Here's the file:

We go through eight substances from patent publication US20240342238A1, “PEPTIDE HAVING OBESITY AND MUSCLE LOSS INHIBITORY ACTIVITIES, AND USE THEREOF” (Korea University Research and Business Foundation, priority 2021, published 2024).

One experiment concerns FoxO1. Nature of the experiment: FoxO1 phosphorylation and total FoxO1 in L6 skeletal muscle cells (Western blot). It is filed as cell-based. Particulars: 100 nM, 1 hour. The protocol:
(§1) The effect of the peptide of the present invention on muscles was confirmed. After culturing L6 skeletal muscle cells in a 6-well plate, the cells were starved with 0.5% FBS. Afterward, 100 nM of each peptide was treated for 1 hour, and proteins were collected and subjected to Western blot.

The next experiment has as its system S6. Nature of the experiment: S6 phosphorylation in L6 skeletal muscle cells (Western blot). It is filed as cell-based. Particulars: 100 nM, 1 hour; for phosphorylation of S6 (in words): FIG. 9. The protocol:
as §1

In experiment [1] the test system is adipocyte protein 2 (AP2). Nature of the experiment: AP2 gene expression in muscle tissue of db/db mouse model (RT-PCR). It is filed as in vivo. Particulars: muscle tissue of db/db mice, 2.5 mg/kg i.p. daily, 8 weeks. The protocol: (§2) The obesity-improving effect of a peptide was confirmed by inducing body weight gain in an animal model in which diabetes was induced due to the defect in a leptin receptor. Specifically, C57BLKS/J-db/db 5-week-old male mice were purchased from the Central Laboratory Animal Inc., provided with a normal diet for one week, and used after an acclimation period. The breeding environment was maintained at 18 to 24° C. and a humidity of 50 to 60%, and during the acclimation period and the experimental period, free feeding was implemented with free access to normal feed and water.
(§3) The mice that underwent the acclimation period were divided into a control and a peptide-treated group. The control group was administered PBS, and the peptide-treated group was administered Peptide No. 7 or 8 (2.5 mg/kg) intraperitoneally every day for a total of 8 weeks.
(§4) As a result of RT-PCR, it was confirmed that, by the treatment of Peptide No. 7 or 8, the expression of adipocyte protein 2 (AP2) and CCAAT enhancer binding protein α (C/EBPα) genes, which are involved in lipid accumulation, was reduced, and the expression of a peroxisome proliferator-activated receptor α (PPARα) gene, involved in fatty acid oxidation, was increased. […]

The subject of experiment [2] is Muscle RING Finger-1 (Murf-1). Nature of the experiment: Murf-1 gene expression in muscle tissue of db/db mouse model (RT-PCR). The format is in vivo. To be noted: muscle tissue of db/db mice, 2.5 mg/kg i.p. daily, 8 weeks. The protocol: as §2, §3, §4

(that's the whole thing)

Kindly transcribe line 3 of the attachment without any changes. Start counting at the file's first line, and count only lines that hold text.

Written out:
(§1) The effect of the peptide of the present invention on muscles was confirmed. After culturing L6 skeletal muscle cells in a 6-well plate, the cells were starved with 0.5% FBS. Afterward, 100 nM of each peptide was treated for 1 hour, and proteins were collected and subjected to Western blot.